Piccoboard with separate tail ESC

If you are flying the Piccolo with the Piccoboard on 8 cells, you may be having tail motor lifetime problems. This is discussed in the Hints and Tips section of this site, under the topic Tail Motor. Until now, the only cure has been to go to completely separate components and use the JMP HF9 high frequency ESC for the tail. (The heli version HF9 is available in the US from Homefly.com).

No longer!

I have discovered a very simple method of connecting the HF9 directly to the both the original Piccoboard and the Piccoboard Plus, bypassing the Piccoboard's tail ESC but retaining the Piccoboard gyro and mixing functions. There is a point on the Piccoboard that carries the decoded rudder channel pulse train with the gyro action and mixer functions mixed in. This point is a positive going pulse of about 4V and thus can be directly applied to the signal input of any conventional ESC. And best of all, it is easily accessible. Since the zero point set function is apparently accomplished after this point, the zero point set feature is dependant on the HF9 or whatever tail ESC you use. It is NOT set by the Piccoboard at this point.

Note that connecting to this point is a rather delicate operation. Do not attempt this if you are not completely comfortable with micro soldering techniques, including the use of a microscope or jeweler's loupe.

All that is required to make this modification is to connect a wire to one side of a component on the Piccoboard. The other end of the wire is equipped with a pin that fits the receptacle on the end of the HF9 signal lead. Additionally, I added two female receptacles (female connectors from a DB-9 computer connector, covered with shrink tubing) to the positive and negative pads on the Piccoboard. With the HF9 fitted with mating connectors, you can switch back and forth from Piccoboard tail ESC to HF9 in seconds.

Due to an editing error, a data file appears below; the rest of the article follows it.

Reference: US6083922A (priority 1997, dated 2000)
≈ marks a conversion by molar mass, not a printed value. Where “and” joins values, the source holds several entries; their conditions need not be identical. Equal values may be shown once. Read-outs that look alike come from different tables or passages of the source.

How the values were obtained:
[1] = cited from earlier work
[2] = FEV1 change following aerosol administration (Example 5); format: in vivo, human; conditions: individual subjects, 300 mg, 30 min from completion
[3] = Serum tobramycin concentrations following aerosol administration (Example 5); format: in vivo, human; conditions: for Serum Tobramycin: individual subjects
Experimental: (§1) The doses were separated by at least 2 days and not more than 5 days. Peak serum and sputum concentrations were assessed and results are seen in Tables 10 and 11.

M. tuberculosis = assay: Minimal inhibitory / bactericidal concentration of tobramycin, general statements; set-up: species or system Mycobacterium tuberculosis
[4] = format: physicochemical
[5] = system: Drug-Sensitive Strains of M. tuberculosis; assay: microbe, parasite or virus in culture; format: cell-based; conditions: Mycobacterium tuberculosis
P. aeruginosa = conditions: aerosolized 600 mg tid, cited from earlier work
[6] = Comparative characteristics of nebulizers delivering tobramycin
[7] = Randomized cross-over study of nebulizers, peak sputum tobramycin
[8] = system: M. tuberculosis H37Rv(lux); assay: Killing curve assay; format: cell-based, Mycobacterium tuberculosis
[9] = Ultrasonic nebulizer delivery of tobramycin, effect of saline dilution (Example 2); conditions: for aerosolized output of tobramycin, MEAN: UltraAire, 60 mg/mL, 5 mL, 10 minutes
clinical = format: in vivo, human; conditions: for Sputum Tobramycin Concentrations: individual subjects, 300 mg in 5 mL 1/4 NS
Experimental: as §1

See the following photographs for details. Since this is a "hacked" modification (ie., without the aid of a schematic), I take no responsibility for any damage. I believe the modification to be safe, but any modification without a careful design study carries some risk. Additionally, I have no idea how well buffered this signal point is, and accidentally connecting it to ground or battery positive could damage something. Finally, if you try this modification, don't forget to insulate the Piccoboard tail motor wires since they are now un-terminated.

Original version Piccoboard. The red wire is the added signal wire. Note also the two added power connectors at the left side of the board.

Original version Piccoboard. Closeup, showing the wire connection location. Note that the feedthrough hole just visible under the wire is also usable as a wire attachment point. I elected to use the end of the component because I was having trouble getting solder to wet the pad and was afraid of lifting the foil.

Piccoboard Plus, showing the signal pickoff point. Very similar to the original version Piccoboard.

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